Ethnic Differences in Carotid Intima-Media Thickness Between UK Children of Black African-Caribbean and White European Origin
Background and Purpose—UK black African-Caribbean adults have higher risks of stroke than white Europeans and have been shown to have increased carotid intima-media thickness (cIMT). We examined whether corresponding ethnic differences in cIMT were apparent in childhood and, if so, whether these could be explained by ethnic differences in cardiovascular risk markers.
Methods—We conducted a 2-stage survey of 939 children (208 white European, 240 black African-Caribbean, 258 South Asian, 63 other Asian, 170 other ethnicity), who had a cardiovascular risk assessment and measurements of cIMT at mean ages of 9.8 and 10.8 years, respectively.
Results—Black African-Caribbean children had a higher cIMT than white Europeans (mean difference, 0.014 mm; 95% CI, 0.008–0.021 mm; P<0.0001). cIMT levels in South Asian and other Asian children were however similar to those of white Europeans. Among all children, cIMT was positively associated with age, systolic and diastolic blood pressure and inversely with combined skinfold thickness and serum triglyceride. Mean triglyceride was lower among black African-Caribbeans than white Europeans; blood pressure and skinfold thickness did not differ appreciably. However, adjustment for these risk factors had little effect on the cIMT difference between black African-Caribbeans and white Europeans.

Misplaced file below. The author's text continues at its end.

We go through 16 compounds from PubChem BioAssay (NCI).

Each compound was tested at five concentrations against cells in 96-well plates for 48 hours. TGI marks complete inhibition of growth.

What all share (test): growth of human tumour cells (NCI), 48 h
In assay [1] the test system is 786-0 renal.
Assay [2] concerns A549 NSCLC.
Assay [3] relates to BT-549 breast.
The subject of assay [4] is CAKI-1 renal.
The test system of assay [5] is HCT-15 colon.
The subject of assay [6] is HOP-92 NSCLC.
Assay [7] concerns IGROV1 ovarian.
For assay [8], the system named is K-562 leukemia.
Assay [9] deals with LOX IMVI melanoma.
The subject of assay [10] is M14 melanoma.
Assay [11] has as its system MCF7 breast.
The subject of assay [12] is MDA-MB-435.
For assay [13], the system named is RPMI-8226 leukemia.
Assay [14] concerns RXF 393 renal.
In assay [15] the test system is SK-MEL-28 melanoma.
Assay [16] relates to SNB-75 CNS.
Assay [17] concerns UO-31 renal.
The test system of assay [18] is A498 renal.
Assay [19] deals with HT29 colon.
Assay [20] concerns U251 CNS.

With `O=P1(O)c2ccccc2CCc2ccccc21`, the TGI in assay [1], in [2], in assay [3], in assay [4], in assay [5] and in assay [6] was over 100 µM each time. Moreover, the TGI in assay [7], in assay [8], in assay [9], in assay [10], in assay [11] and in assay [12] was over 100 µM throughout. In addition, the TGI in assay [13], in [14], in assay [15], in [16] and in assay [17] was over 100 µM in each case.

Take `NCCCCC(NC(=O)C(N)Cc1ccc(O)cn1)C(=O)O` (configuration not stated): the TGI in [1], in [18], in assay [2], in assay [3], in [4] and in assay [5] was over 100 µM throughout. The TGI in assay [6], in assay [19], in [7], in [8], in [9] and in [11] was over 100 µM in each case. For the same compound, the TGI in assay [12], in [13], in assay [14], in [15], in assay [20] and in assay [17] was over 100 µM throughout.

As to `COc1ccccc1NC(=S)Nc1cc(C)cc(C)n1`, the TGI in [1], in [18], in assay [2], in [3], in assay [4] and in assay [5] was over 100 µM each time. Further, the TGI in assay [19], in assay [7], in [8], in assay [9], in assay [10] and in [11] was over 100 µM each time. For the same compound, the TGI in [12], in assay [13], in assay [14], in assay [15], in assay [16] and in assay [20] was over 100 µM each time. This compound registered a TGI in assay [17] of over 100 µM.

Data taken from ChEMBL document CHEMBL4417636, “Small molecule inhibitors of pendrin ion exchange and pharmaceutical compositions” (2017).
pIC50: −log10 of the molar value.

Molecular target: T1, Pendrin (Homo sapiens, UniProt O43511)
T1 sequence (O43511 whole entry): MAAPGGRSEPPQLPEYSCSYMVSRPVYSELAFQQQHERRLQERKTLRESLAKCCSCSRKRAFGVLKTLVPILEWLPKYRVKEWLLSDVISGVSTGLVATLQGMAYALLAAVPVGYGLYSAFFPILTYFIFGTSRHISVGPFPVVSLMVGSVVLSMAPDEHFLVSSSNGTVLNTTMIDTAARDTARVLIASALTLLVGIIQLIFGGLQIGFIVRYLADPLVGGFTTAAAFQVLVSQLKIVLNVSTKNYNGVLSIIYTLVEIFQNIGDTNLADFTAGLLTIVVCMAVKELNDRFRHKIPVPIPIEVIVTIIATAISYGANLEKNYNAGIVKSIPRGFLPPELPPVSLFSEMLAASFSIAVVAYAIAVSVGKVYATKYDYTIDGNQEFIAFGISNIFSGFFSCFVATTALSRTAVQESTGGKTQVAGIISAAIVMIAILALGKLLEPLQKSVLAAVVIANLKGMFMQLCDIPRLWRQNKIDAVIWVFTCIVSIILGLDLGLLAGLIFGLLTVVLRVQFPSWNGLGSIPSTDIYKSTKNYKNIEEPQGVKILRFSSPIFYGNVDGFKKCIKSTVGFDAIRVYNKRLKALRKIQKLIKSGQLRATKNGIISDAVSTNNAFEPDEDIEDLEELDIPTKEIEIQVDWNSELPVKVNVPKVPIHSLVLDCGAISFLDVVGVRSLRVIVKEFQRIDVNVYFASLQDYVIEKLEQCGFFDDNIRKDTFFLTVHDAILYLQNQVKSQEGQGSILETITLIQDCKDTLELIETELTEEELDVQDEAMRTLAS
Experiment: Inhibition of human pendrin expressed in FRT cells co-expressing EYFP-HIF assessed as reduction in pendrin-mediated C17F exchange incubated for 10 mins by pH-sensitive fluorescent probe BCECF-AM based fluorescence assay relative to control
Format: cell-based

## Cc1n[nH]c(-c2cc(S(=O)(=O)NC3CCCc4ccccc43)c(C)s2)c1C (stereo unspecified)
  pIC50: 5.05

Conclusions—UK black African-Caribbean children have higher cIMT levels in childhood; the difference is not explained by conventional cardiovascular risk markers. There may be important opportunities for early cardiovascular prevention, particularly in black African-Caribbean children.
- Received November 15, 2011.
- Revision received February 15, 2012.
- Accepted March 14, 2012.
- © 2012 American Heart Association, Inc.